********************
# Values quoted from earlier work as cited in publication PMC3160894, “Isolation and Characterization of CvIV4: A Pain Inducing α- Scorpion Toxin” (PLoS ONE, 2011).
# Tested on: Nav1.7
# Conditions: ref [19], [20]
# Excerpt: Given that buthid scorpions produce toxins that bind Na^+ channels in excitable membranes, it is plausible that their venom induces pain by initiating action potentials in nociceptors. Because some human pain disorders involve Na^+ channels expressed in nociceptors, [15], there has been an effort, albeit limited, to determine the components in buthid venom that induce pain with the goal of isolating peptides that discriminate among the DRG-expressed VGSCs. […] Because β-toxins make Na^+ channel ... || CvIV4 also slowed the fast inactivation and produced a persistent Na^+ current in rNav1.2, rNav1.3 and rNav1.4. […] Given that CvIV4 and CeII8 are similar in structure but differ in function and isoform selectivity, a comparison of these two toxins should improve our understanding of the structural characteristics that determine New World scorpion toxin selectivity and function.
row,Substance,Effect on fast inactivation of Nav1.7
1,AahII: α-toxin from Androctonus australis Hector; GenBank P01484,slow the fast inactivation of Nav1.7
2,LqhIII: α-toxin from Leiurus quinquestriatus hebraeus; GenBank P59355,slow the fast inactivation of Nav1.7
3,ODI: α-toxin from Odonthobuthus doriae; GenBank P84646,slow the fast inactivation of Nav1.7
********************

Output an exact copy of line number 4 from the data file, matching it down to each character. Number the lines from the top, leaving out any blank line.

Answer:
# Excerpt: Given that buthid scorpions produce toxins that bind Na^+ channels in excitable membranes, it is plausible that their venom induces pain by initiating action potentials in nociceptors. Because some human pain disorders involve Na^+ channels expressed in nociceptors, [15], there has been an effort, albeit limited, to determine the components in buthid venom that induce pain with the goal of isolating peptides that discriminate among the DRG-expressed VGSCs. […] Because β-toxins make Na^+ channel ... || CvIV4 also slowed the fast inactivation and produced a persistent Na^+ current in rNav1.2, rNav1.3 and rNav1.4. […] Given that CvIV4 and CeII8 are similar in structure but differ in function and isoform selectivity, a comparison of these two toxins should improve our understanding of the structural characteristics that determine New World scorpion toxin selectivity and function.